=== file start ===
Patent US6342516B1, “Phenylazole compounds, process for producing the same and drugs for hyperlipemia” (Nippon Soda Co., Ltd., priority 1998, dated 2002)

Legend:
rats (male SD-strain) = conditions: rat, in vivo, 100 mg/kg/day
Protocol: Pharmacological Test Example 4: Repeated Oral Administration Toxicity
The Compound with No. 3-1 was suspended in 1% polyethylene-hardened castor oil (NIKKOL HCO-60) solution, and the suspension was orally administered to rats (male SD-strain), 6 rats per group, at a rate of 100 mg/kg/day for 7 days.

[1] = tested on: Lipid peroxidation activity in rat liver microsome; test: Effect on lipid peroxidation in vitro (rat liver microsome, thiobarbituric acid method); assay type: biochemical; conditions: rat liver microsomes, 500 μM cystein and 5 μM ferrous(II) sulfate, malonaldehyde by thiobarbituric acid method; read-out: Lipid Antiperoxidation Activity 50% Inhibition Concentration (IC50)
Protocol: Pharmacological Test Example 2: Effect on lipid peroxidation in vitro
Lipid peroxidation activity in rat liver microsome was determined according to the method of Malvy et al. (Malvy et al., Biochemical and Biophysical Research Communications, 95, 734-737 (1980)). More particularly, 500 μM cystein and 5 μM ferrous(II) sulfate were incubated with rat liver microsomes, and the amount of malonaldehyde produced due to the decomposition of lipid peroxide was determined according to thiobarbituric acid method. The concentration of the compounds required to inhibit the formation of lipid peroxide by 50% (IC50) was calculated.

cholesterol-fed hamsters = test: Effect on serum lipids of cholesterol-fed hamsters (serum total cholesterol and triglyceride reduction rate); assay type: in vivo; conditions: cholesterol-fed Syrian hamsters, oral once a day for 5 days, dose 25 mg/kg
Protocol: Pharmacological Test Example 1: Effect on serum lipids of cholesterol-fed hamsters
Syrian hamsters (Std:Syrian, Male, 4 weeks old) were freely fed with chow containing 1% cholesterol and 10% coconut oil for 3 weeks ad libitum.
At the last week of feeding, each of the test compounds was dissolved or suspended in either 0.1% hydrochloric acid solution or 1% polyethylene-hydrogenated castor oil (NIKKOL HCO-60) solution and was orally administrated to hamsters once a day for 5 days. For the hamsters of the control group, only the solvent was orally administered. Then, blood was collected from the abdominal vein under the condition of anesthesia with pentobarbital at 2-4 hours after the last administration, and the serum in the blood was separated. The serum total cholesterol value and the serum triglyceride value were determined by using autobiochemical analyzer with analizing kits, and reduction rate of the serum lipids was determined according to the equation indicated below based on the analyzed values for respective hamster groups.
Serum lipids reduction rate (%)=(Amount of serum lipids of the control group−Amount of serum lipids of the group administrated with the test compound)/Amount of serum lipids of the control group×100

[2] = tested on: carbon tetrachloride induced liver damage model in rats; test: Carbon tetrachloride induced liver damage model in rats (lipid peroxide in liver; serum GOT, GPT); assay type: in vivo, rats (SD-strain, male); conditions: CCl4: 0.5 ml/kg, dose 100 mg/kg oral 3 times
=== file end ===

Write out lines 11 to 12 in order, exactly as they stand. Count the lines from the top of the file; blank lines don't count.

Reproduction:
Syrian hamsters (Std:Syrian, Male, 4 weeks old) were freely fed with chow containing 1% cholesterol and 10% coconut oil for 3 weeks ad libitum.
At the last week of feeding, each of the test compounds was dissolved or suspended in either 0.1% hydrochloric acid solution or 1% polyethylene-hydrogenated castor oil (NIKKOL HCO-60) solution and was orally administrated to hamsters once a day for 5 days. For the hamsters of the control group, only the solvent was orally administered. Then, blood was collected from the abdominal vein under the condition of anesthesia with pentobarbital at 2-4 hours after the last administration, and the serum in the blood was separated. The serum total cholesterol value and the serum triglyceride value were determined by using autobiochemical analyzer with analizing kits, and reduction rate of the serum lipids was determined according to the equation indicated below based on the analyzed values for respective hamster groups.